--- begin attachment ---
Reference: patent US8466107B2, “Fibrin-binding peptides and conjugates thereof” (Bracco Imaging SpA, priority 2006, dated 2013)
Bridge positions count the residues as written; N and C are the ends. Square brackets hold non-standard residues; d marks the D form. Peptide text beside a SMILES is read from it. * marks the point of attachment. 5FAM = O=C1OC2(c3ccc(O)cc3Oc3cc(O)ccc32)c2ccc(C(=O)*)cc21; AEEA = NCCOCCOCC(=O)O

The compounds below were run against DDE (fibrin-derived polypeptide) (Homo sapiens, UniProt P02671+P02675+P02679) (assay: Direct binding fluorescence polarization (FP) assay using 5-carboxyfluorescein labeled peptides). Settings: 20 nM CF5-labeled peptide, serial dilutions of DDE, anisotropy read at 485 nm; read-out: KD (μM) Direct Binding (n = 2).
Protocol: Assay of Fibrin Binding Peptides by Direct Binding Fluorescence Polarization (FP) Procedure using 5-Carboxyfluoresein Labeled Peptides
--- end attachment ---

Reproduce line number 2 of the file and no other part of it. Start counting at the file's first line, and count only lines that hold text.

Bridge positions count the residues as written; N and C are the ends. Square brackets hold non-standard residues; d marks the D form. Peptide text beside a SMILES is read from it. * marks the point of attachment. 5FAM = O=C1OC2(c3ccc(O)cc3Oc3cc(O)ccc32)c2ccc(C(=O)*)cc21; AEEA = NCCOCCOCC(=O)O